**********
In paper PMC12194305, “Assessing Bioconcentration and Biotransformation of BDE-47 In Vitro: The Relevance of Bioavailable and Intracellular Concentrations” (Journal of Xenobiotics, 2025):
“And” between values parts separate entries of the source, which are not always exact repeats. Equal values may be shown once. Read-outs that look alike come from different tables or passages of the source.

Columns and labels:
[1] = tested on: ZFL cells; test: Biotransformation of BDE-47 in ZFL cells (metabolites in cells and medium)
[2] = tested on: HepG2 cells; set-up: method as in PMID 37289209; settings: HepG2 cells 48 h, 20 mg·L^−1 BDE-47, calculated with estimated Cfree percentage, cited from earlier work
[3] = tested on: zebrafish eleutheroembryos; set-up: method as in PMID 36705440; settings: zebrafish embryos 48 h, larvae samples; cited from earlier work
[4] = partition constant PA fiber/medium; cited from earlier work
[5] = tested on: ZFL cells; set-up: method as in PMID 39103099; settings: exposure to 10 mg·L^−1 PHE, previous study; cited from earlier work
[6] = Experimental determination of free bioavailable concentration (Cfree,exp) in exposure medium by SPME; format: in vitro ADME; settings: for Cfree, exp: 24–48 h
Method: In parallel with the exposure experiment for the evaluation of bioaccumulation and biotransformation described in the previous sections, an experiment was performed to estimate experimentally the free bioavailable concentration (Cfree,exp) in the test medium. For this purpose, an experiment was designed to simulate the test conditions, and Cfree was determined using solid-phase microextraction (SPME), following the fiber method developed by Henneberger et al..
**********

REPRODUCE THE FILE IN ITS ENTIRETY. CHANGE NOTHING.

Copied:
In paper PMC12194305, “Assessing Bioconcentration and Biotransformation of BDE-47 In Vitro: The Relevance of Bioavailable and Intracellular Concentrations” (Journal of Xenobiotics, 2025):
“And” between values parts separate entries of the source, which are not always exact repeats. Equal values may be shown once. Read-outs that look alike come from different tables or passages of the source.

Columns and labels:
[1] = tested on: ZFL cells; test: Biotransformation of BDE-47 in ZFL cells (metabolites in cells and medium)
[2] = tested on: HepG2 cells; set-up: method as in PMID 37289209; settings: HepG2 cells 48 h, 20 mg·L^−1 BDE-47, calculated with estimated Cfree percentage, cited from earlier work
[3] = tested on: zebrafish eleutheroembryos; set-up: method as in PMID 36705440; settings: zebrafish embryos 48 h, larvae samples; cited from earlier work
[4] = partition constant PA fiber/medium; cited from earlier work
[5] = tested on: ZFL cells; set-up: method as in PMID 39103099; settings: exposure to 10 mg·L^−1 PHE, previous study; cited from earlier work
[6] = Experimental determination of free bioavailable concentration (Cfree,exp) in exposure medium by SPME; format: in vitro ADME; settings: for Cfree, exp: 24–48 h
Method: In parallel with the exposure experiment for the evaluation of bioaccumulation and biotransformation described in the previous sections, an experiment was performed to estimate experimentally the free bioavailable concentration (Cfree,exp) in the test medium. For this purpose, an experiment was designed to simulate the test conditions, and Cfree was determined using solid-phase microextraction (SPME), following the fiber method developed by Henneberger et al..